Exercises for Low Back Pain
So, what are some specific exercises that might help with your low back pain?
Again, please do not perform any of these exercises if they are actively painful (some discomfort is ok).
Some general tips about stretching and mobilisation
Stretching, particularly when done for rehabilitation or healing (as opposed to mere flexibility for e.g. dancing or martial arts), should always be in pain-free range of movement.
Please note that discomfort is unavoidable, especially after injury, it is pain we want to avoid. Go in the direction of the intended stretch, and when you feel the area you are trying to target start to engage, stop. You do not need to go as far as you can, or put on a brave face and ignore too much discomfort.
Pain is a warning signal, and while the body gets a bit over-zealous in its protectiveness at times, it is always worth listening to your pain (don’t ignore it or completely give in to it).
So stretch within your limits.
So on with the exercises…!
Lie on your back.
Bring both knees up towards your chest.
Perform both as a gentle ‘pump’ (30+ times, as a dynamic mobilisation), then as a gentle stretch (hold for 10-30s).
This stretch targets the back of the upper thigh, and gluteal region, rather than the low back itself. Gently draw one leg up to your chest while leaving the other flat on the floor. If necessary, place a small pillow under the extended leg for comfort.
You should feel the stretch in the thigh and buttock region. Try moving the leg from side-to-side slightly – this will target different muscles in the hamstring group. Again, you can perform this as a sustained stretch, or as a more dynamic movement.
If bringing the leg up with a bent knee targets the upper fibres of the hamstrings, and using a straight leg targets the lower (and back of the knee, and top of the calf), then it stands to reason that bringing the leg up partway, and then straightening the knee, can target somewhere in between. As before, try drawing the leg up further out to the same side as the leg (to target the inner muscles) or across your body slightly (to target the outer muscles).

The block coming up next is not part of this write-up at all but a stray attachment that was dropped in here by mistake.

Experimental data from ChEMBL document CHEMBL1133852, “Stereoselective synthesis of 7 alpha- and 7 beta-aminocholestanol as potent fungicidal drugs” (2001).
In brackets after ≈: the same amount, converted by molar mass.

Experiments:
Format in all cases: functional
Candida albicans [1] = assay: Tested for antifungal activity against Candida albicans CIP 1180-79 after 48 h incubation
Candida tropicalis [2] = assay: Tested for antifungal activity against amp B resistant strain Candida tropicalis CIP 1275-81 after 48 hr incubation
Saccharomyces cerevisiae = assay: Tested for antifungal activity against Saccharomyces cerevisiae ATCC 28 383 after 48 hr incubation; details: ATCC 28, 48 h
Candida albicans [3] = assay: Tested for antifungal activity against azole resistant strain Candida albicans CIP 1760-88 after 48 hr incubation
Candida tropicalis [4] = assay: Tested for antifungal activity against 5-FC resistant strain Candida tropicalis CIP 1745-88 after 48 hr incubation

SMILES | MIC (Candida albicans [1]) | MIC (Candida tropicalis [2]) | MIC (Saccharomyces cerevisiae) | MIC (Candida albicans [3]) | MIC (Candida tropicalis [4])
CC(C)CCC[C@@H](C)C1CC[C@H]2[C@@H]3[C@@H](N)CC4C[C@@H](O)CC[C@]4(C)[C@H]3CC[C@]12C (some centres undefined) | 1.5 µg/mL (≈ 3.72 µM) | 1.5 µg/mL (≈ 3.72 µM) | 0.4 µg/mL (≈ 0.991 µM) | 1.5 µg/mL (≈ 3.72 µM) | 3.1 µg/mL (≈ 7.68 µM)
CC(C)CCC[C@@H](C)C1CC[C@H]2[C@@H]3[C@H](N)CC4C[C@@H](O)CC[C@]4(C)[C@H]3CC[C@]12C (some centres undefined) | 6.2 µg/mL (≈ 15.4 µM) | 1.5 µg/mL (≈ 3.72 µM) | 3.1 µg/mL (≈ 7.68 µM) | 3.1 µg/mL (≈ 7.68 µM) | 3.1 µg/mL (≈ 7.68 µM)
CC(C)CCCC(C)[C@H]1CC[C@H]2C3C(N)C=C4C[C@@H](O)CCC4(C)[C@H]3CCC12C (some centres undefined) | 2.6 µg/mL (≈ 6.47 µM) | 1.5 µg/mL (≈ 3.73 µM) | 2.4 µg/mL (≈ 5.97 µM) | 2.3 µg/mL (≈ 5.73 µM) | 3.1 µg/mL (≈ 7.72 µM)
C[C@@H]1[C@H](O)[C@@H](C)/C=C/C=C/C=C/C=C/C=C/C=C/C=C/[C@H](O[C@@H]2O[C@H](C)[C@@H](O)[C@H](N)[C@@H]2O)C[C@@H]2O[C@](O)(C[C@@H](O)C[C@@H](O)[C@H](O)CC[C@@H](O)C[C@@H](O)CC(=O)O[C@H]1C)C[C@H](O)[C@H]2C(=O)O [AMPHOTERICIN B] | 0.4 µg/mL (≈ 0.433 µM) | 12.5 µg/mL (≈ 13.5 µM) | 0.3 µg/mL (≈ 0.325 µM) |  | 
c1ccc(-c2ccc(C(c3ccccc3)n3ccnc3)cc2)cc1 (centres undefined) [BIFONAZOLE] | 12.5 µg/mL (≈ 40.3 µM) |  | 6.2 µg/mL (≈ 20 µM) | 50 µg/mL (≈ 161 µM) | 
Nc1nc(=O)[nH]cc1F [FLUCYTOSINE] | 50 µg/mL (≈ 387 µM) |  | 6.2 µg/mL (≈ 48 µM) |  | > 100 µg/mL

This is a particularly relevant area to much low back pain. Even more so than with the hamstrings, there are a heap of muscles in the buttock area. This means that varying the angle at which you take your knee will have even more of an impact on where you feel the stretch. Try to find the tightest/sorest bit, this is likely where needs it most! A good way of doing this is to take the knee around in a gentle arc, and feel for the bits that feel most restricted and/or uncomfortable. As before, do not overstretch, just take the leg over until you start feeling the tissues engage in the affected area(s).
Cross one ankle over the other knee. Gently bring that knee towards you until you feel a stretch deep in the buttock region.
If you have extremely limited hip and/or knee range of motion you may find this difficult, so may choose to have the other leg flat on the table/bed (as in the top picture in diagram to the [right]. Otherwise, you may start from the lower of the pictures on the [right], or even seated (as below). Try to avoid bending your whole body towards your knees, remember, this is a stretch targeted towards the hip rotators, not your mid/upper back!